a respectful or formal term of address used to a man: No, sir.
(initial capital letter) the distinctive title of a knight or baronet: Sir Walter Scott.
(initial capital letter) a title of respect for some notable personage of ancient times: Sir Pandarus of Troy.
a lord or gentleman: noble sirs and ladies.
an ironic or humorous title of respect: sir critic.
Archaic. a title of respect used before a noun to designate profession, rank, etc.: sir priest; sir clerk.

Origin of sir

1250–1300; Middle English; unstressed variant of sire Unabridged Based on the Random House Unabridged Dictionary, © Random House, Inc. 2019

Related Words for sir

king, title, knight, master, lord, monsieur

Examples from the Web for sir

Contemporary Examples of sir

Historical Examples of sir

  • Miss Avice won't be down, sir, and I'm to fetch her up a pot of coffee, sir.

    The Spenders

    Harry Leon Wilson

  • And oh, sir,” added Stephen, “may we crave a drop of water for our dog?

    The Armourer's Prentices

    Charlotte M. Yonge

  • The poor dog heard the tumult, and leapt to your aid, sir, and we made after him.

    The Armourer's Prentices

    Charlotte M. Yonge

  • Birkenholt, sir,” answered Ambrose, “but our uncle is Harry Randall.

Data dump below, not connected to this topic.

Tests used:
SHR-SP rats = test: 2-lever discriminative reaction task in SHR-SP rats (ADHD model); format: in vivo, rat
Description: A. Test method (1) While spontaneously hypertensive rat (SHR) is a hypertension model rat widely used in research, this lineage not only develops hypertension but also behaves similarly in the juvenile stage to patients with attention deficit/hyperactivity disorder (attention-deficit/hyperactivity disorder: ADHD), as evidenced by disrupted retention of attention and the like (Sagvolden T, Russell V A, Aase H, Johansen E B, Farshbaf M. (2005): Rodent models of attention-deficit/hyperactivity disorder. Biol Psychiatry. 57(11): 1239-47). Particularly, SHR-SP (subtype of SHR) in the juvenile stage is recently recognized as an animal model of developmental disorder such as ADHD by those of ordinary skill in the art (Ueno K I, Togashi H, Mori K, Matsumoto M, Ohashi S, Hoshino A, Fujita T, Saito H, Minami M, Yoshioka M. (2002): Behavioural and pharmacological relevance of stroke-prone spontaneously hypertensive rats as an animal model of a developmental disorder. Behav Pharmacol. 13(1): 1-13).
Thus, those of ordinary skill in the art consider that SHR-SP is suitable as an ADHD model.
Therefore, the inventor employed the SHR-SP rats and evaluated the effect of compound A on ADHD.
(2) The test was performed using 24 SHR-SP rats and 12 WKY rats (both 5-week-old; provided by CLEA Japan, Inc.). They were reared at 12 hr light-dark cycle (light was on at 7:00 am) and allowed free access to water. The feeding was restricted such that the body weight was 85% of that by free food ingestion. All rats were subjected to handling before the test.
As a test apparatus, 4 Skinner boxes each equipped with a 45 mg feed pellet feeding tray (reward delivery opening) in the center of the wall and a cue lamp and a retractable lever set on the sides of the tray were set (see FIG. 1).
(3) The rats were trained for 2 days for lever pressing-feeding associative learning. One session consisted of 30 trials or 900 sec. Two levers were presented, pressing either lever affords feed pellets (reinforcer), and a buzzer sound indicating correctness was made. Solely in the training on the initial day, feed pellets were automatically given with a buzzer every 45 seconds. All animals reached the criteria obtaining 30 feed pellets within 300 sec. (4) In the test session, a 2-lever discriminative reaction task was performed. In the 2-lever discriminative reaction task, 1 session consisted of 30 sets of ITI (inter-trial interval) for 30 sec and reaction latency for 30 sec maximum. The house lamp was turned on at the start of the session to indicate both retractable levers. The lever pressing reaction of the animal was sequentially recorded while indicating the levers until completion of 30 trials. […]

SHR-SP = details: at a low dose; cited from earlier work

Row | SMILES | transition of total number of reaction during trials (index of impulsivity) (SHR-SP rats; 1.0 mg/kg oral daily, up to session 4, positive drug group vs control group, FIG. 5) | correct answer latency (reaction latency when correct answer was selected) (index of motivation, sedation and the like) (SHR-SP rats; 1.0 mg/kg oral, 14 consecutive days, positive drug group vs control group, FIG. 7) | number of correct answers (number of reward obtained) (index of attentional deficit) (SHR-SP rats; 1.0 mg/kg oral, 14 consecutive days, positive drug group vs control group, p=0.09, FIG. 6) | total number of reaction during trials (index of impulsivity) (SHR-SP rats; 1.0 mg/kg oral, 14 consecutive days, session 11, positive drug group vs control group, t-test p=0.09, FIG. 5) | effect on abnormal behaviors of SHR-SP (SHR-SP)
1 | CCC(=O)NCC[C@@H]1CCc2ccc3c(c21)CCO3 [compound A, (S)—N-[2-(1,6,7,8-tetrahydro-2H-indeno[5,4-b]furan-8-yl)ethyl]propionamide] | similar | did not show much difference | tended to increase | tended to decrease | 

The Armourer's Prentices

    Charlotte M. Yonge

  • "No, sir," said Robert, looking boldly in the face of his former employer.

    Brave and Bold

    Horatio Alger

British Dictionary definitions for sir



a formal or polite term of address for a man
archaic a gentleman of high social status

Word Origin for sir

C13: variant of sire



a title of honour placed before the name of a knight or baronetSir Walter Raleigh
archaic a title placed before the name of a figure from ancient history
Collins English Dictionary - Complete & Unabridged 2012 Digital Edition © William Collins Sons & Co. Ltd. 1979, 1986 © HarperCollins Publishers 1998, 2000, 2003, 2005, 2006, 2007, 2009, 2012

Word Origin and History for sir

c.1300, title of honor of a knight or baronet (until 17c. also a title of priests), variant of sire, originally used only in unstressed position. Generalized as a respectful form of address by mid-14c.; used as a salutation at the beginning of letters from early 15c.

Online Etymology Dictionary, © 2010 Douglas Harper